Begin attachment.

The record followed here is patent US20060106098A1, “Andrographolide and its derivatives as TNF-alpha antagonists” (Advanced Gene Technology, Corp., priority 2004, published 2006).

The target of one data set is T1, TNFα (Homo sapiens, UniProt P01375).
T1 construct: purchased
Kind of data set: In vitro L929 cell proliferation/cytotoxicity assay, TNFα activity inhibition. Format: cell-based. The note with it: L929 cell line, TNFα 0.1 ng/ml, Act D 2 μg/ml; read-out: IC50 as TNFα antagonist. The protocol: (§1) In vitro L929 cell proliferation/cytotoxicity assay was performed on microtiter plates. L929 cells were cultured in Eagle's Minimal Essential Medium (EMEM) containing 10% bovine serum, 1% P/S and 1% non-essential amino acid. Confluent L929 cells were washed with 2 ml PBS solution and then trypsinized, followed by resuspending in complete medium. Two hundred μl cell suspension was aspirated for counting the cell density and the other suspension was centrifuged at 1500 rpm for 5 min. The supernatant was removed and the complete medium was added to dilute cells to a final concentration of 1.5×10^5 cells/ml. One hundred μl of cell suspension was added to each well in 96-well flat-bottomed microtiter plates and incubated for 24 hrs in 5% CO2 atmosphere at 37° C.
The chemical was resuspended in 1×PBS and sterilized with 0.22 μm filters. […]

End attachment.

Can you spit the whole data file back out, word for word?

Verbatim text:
The record followed here is patent US20060106098A1, “Andrographolide and its derivatives as TNF-alpha antagonists” (Advanced Gene Technology, Corp., priority 2004, published 2006).

The target of one data set is T1, TNFα (Homo sapiens, UniProt P01375).
T1 construct: purchased
Kind of data set: In vitro L929 cell proliferation/cytotoxicity assay, TNFα activity inhibition. Format: cell-based. The note with it: L929 cell line, TNFα 0.1 ng/ml, Act D 2 μg/ml; read-out: IC50 as TNFα antagonist. The protocol: (§1) In vitro L929 cell proliferation/cytotoxicity assay was performed on microtiter plates. L929 cells were cultured in Eagle's Minimal Essential Medium (EMEM) containing 10% bovine serum, 1% P/S and 1% non-essential amino acid. Confluent L929 cells were washed with 2 ml PBS solution and then trypsinized, followed by resuspending in complete medium. Two hundred μl cell suspension was aspirated for counting the cell density and the other suspension was centrifuged at 1500 rpm for 5 min. The supernatant was removed and the complete medium was added to dilute cells to a final concentration of 1.5×10^5 cells/ml. One hundred μl of cell suspension was added to each well in 96-well flat-bottomed microtiter plates and incubated for 24 hrs in 5% CO2 atmosphere at 37° C.
The chemical was resuspended in 1×PBS and sterilized with 0.22 μm filters. […]